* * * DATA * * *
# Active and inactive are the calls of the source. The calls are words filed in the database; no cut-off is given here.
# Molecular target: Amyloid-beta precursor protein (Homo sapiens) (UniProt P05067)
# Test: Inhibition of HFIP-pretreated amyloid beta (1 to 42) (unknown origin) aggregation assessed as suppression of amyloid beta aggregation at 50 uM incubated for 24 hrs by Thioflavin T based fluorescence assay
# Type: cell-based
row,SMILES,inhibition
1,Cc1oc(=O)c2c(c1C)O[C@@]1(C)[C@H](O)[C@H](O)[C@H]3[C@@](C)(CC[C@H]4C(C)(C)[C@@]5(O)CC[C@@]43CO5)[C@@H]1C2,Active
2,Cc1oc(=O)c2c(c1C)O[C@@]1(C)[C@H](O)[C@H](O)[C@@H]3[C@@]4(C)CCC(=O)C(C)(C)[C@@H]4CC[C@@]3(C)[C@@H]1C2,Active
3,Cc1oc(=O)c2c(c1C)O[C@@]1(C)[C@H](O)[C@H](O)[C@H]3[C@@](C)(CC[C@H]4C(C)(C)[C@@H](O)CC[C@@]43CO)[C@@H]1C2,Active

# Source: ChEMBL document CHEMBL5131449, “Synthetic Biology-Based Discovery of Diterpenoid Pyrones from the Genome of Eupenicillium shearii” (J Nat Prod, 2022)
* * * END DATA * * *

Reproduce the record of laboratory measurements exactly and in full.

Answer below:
# Active and inactive are the calls of the source. The calls are words filed in the database; no cut-off is given here.
# Molecular target: Amyloid-beta precursor protein (Homo sapiens) (UniProt P05067)
# Test: Inhibition of HFIP-pretreated amyloid beta (1 to 42) (unknown origin) aggregation assessed as suppression of amyloid beta aggregation at 50 uM incubated for 24 hrs by Thioflavin T based fluorescence assay
# Type: cell-based
row,SMILES,inhibition
1,Cc1oc(=O)c2c(c1C)O[C@@]1(C)[C@H](O)[C@H](O)[C@H]3[C@@](C)(CC[C@H]4C(C)(C)[C@@]5(O)CC[C@@]43CO5)[C@@H]1C2,Active
2,Cc1oc(=O)c2c(c1C)O[C@@]1(C)[C@H](O)[C@H](O)[C@@H]3[C@@]4(C)CCC(=O)C(C)(C)[C@@H]4CC[C@@]3(C)[C@@H]1C2,Active
3,Cc1oc(=O)c2c(c1C)O[C@@]1(C)[C@H](O)[C@H](O)[C@H]3[C@@](C)(CC[C@H]4C(C)(C)[C@@H](O)CC[C@@]43CO)[C@@H]1C2,Active

# Source: ChEMBL document CHEMBL5131449, “Synthetic Biology-Based Discovery of Diterpenoid Pyrones from the Genome of Eupenicillium shearii” (J Nat Prod, 2022)